In the wake of Congress working on two major infrastructure bills, passing the 2022 budget and raising the debt ceiling, passing SECURE 2.0 in 2021 may be difficult. The 2021 calendar may run out and SECURE 2.0 could now be pushed to 2022.
Secure 2.0 and the Build Back Better Act
However, some aspects of SECURE 2.0 have found their way into the Democrats' Build Back Better Act (BBBA), the $3.5 trillion dollar social spending bill tied to infrastructure. In the House version, they would include both the retirement plan auto-enrollment and escalation mandates and make the Saver’s Credit refundable so that those without any income tax liability are eligible to receive the benefit in the form of a contribution to their retirement account. Both are important to the retirement plan community and should expand the access to retirement savings to millions of Americans.
There is another aspect to retirement that the Build Back Better Act addresses: Mega IRAs.1 Mega IRAs are considered retirement accounts in excess of $10 million. A lot of attention has been gathering around the amount of money that some high income individuals have been accumulating in tax-deferred retirement accounts and Roth IRAs where contributions go in after tax and the distributions are tax free.
Using Mega IRAs to pay for BBBA
In an effort to find pay-fors for the $3.5 trillion bill, Congress, led by the Democrats, is using Mega IRAs to fund a portion of the package. They have introduced five modifications on the rules for retirement plans. These five are:
- Limiting the amount an individual can contribute to IRAs and DC plans to $10 million. Once an individual hits this number, they are prohibited from further contributions. This applies to single taxpayers making more than $400,000 and joint filers and heads of households with incomes over $450,000. The bill also requires employer-sponsored DC plans to report account balances in excess of $2.5 million to the Internal Revenue Service (IRS).
- It will increase the Required Minimum Distribution for IRAs, Roth IRAs, and Defined Contribution plans. When balances exceed $10 million, 50% of the account balance over the $10 million must be distributed. Also, if an individual has two or more IRAs and DC plans that exceed $20 million the Required Minimum Distribution is the lesser of the amount needed to bring the aggregate to $20 million across all accounts or the aggregate balance in just the Roth accounts. Once an individual takes the distribution needed to get the balances to $20 million, they then need to satisfy the 50% rule.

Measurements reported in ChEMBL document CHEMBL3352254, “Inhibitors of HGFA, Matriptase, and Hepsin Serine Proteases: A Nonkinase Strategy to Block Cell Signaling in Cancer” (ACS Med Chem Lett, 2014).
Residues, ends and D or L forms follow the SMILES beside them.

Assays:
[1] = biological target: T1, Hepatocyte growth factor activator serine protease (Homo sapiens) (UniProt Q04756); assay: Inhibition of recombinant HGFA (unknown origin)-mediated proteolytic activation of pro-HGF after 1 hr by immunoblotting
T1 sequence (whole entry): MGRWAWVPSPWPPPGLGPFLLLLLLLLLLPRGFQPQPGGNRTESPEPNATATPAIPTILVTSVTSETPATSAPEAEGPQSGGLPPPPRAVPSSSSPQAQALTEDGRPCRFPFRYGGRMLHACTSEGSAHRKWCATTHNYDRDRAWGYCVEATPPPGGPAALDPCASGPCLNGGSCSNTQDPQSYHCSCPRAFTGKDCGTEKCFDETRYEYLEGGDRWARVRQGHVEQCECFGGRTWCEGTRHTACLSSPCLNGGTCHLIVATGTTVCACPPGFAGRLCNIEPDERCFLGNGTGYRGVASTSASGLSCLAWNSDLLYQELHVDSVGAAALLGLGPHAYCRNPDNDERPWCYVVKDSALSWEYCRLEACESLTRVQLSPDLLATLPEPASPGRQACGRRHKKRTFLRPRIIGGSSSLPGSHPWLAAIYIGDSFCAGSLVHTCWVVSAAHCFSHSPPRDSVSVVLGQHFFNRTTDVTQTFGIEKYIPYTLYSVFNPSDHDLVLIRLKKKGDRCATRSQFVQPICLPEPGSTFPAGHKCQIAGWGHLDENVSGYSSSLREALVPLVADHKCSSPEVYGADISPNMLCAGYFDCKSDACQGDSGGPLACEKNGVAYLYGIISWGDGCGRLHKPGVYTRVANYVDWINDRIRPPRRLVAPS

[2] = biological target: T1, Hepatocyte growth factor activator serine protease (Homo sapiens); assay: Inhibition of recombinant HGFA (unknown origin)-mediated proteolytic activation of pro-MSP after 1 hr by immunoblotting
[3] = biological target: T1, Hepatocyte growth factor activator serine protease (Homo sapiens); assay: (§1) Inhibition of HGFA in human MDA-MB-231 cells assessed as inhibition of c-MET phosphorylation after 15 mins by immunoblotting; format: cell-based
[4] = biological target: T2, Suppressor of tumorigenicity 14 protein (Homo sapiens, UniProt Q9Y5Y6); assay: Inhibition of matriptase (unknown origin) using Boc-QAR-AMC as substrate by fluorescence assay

- The bill eliminates Roth conversations for single filers with income over $400,000 and joint filers and heads of household making over $450,000. It also prohibits all employee after-tax contributions in qualified plans and using after-tax contributions for Roth conversions.
- An IRA will be prohibited from holding a security if the issuer requires the IRA owner to have a minimum level of assets or income. In other words, certain alternative or private placement investments.
- Finally, it lowers the threshold from 50% to 10% of an IRA balance which can be invested by its owner in non-tradable investments offered on an established securities market and prevents investment in an entity of which the IRA owner is an officer.
These provisions along with other tax provisions affecting individuals, estates and corporations are key reasons why tax planning is so important. Consult with your tax advisor on strategies and planning tools and your Natixis representative for tax planning investments.
This material is provided for informational purposes only and should not be construed as investment advice. There can be no assurance that developments will transpire as forecasted. Actual results may vary. The views and opinions expressed may change based on market and other conditions. Natixis Investment Managers does not provide tax or legal advice. Please consult with a tax or legal professional prior to making any investment decisions.